British Columbia

Vancouver's Mobile Medical Unit sees more than 600 patients in first month

The Mobile Medical Unit (MMU) stationed in Vancouver's Downtown Eastside saw 613 patients in its first month of operation; fewer than half of those visits were for overdoses.

Only 43% of those were for 'overdose presentation,' says Vancouver Coastal Health

The inside of the overdose treatment facility set up in Vancouver's Downtown Eastside. (Rafferty Baker/CBC)

The Mobile Medical Unit (MMU) stationed in Vancouver's Downtown Eastside saw 613 patients in its first month of operation, but fewer than half of those visits were for overdoses. 

The unit, essentially a "satellite emergency department," was set up in December at 58 West Hastings St. — ground zero for the city's opioid crisis — as an alternative place to take overdose victims.

Before that, paramedics had to transport anyone who was overdosing to St. Paul's Hospital, which officials said was overwhelmed.

The Mobile Medical Unit treats people who are overdosing and helps drug users get into addiction treatment programs. (Stephanie Mercier/CBC)

Vancouver Coastal Health (VCH) says in the first 30 days it was operational (from Dec. 13, 2016 to Jan. 13, 2017), the unit saw an average of 20 patients per day. 

VCH says only 43 per cent of those visits were from people who "had overdose presentations."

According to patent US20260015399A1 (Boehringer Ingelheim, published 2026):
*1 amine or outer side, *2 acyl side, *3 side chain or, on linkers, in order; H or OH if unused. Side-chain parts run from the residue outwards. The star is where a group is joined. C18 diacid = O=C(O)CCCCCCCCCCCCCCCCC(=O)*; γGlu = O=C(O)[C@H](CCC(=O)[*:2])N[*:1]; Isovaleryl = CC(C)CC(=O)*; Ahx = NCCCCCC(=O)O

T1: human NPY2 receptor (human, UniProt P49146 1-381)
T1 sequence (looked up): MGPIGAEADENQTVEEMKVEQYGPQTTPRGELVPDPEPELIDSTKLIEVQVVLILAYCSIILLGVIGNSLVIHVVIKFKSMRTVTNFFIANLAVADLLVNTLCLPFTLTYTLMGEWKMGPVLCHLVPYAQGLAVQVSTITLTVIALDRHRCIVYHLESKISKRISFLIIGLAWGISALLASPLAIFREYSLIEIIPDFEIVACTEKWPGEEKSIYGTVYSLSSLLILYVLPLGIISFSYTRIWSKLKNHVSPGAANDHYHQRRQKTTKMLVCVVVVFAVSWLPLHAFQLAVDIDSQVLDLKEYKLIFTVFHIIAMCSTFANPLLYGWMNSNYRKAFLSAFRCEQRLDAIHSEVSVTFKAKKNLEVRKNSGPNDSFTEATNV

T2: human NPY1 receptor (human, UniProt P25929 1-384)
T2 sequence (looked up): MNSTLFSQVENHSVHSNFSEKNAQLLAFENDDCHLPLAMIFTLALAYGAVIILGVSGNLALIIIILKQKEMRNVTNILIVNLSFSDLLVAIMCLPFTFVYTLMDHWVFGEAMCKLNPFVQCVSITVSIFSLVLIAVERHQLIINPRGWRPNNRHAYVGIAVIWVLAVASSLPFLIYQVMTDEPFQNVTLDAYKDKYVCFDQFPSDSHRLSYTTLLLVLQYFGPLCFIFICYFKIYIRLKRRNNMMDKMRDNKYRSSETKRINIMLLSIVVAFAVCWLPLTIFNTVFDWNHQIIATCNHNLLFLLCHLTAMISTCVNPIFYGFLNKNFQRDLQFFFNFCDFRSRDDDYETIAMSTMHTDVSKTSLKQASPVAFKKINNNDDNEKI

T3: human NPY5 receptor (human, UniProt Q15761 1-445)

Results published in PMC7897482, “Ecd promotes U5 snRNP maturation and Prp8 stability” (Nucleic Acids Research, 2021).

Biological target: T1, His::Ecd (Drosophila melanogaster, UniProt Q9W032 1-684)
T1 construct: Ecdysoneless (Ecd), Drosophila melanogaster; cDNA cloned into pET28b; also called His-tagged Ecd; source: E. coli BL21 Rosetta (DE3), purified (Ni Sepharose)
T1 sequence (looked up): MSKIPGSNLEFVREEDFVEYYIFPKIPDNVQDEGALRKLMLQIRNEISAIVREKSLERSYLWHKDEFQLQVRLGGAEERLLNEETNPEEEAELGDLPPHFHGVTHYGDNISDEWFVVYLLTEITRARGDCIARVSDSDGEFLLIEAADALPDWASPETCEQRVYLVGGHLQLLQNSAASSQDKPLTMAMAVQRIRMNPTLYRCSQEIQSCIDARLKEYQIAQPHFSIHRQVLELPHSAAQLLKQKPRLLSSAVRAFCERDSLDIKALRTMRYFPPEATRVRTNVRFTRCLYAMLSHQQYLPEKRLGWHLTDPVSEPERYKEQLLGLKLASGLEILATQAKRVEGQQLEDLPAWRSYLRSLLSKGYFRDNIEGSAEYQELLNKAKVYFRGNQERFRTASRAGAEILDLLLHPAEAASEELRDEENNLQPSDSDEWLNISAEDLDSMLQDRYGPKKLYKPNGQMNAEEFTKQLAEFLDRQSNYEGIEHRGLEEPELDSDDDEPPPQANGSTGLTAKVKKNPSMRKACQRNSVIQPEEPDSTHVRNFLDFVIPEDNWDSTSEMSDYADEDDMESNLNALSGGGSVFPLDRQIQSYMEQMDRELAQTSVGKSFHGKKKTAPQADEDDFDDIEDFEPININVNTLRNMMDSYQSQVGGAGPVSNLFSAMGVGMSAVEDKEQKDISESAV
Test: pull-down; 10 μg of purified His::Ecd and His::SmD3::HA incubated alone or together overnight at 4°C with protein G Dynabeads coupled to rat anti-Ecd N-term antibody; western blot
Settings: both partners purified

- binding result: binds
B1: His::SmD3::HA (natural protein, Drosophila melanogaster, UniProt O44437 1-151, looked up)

The other visits included requests for methadone or Suboxone, both drugs that treat opioid addiction, or for a naloxone kit. 

The facility is staffed 18 hours a day by an emergency physician, an emergency nurse and an addictions physician.

VCH says 121 patients have been successfully contacted by outreach nurses since visiting the MMU, 39 of them are now on opioid replacement therapies. 

Helping a 'captured audience'

Ann Livingston, who helps run a pop-up injection site up the street, says she's heard the same-day treatment offered by the MMU is helping.  

Ann Livingston helps run the pop-up injection site on Hastings Street in Vancouver's Downtown Eastside. She is also the co-founder of the Overdose Prevention Society. (Stephanie Mercier/CBC)

"They said they're being quite, not aggressive, but you know, 'What are you going to do? These are your other options.' Because they have made a few more options available and they're willing to do the outreach," she said. 

"They're trying to take a sort of captured audience of someone who may be thinking, 'Wow that was close, maybe I better not do that again,' and then offer them those treatments."

Livingston believes getting users off street drugs, which are often laced with fentanyl or carfentanil, is one of the important next steps in moving forward from B.C.'s opioid crisis, which left 914 people dead in 2016.